It is not for nothing that writers and poets are called "engineers of human souls." Sometimes one apt phrase from a novel or poem can say more about human nature than the most thorough psychological research.
Many true "pearls" of psychological observation can be found in the works of A. Pushkin. One of these quotes, which separated from the original source and began to "live their own life in the language" can be considered the phrase "The habit is given to us from above."
Larina the elder and habit
The phrase about the "given from above" habit, which became winged, came from Pushkin's novel in verse "Eugene Onegin". Completely this thought sounds like this:
"The habit is given to us from above, She is a substitute for happiness."
With these words, the poet sums up the description of the fate of mother Tatyana and Olga Larin. It is noteworthy that this heroine - unlike the girls' father - is not even named by name. The name could be anything - such a fate seemed so typical for young noblewomen of that era.
In her youth, Tatyana's mother appears as one of those whom the literary critic V. Belinsky contemptuously called "ideal virgins." Her reading circle is made up of French and English novels, into which she does not delve deeply, which does not interfere with external imitation. As a romantic heroine "deserves", she is engaged to one, but loves another. However, the beloved is very far from the romantic ideal - an ordinary dandy and a player.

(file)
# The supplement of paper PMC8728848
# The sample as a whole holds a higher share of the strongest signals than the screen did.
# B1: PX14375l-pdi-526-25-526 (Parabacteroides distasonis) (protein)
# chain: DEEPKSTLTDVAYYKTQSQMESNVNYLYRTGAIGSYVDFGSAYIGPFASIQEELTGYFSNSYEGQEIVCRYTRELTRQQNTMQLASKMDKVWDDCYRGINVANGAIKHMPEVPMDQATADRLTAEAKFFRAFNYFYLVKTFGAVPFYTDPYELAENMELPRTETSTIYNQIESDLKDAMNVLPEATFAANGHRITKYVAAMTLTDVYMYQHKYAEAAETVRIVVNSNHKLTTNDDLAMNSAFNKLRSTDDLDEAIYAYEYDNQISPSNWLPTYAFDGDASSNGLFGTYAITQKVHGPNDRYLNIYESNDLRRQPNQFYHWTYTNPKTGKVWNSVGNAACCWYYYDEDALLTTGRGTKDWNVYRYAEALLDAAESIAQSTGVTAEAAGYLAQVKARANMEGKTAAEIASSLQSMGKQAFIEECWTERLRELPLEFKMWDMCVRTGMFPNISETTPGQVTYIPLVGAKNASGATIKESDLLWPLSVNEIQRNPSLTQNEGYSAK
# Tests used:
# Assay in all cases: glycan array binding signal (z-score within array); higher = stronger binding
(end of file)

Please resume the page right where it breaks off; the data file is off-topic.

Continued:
The desire to surround herself with romantic images reaches the point that the young noblewoman gives French names to her serfs (“she called Polina Praskovya”). But time passes, the girl gets married, plunge into everyday life, take up the management of the farm in the estate. Gradually, this way of life becomes familiar, and now the heroine is quite happy with her life. Maybe she cannot be called insanely happy - but the stability of her usual life suits her perfectly.
Summing up the "biography" of Larina Sr., A. Pushkin quotes in a free translation the dictum of the French writer F. Chateaubriand: "If I had the folly to still believe in happiness, I would have looked for it in a habit." Drafts have survived, which indicate that initially this phrase was supposed to be put into Onegin's mouth - the hero had to say this to Tatyana, explaining himself after receiving the letter. Probably, the author abandoned this idea because some contradiction could arise, because Onegin just represents the habit as the enemy of happiness (“I, no matter how much I love you, getting used to it, I will stop loving you immediately”).
However, these words would fit quite organically into the image of Onegin. Evgeny's explanation with Tatiana is not just a clash of the fantasies of a young girl with harsh reality, it is a clash of romanticism and realism, which took place in the work of A. Pushkin at a certain period.
In Eugene Onegin, this motive occupies a significant place. Lensky - a romantically inclined young man - dies, unable to withstand a collision with a harsh reality. However, the author does not spare either his poems or the youngest poet: according to the author, Lensky was destined to forget both poetry and romantic aspirations for youth, plunge into everyday life and become an ordinary citizen. In other words, the same thing that happened to Tatyana's mother should have happened to Lensky: the replacement of happiness with habit. This opposition renders a merciless verdict to romanticism, which Pushkin himself recently parted with.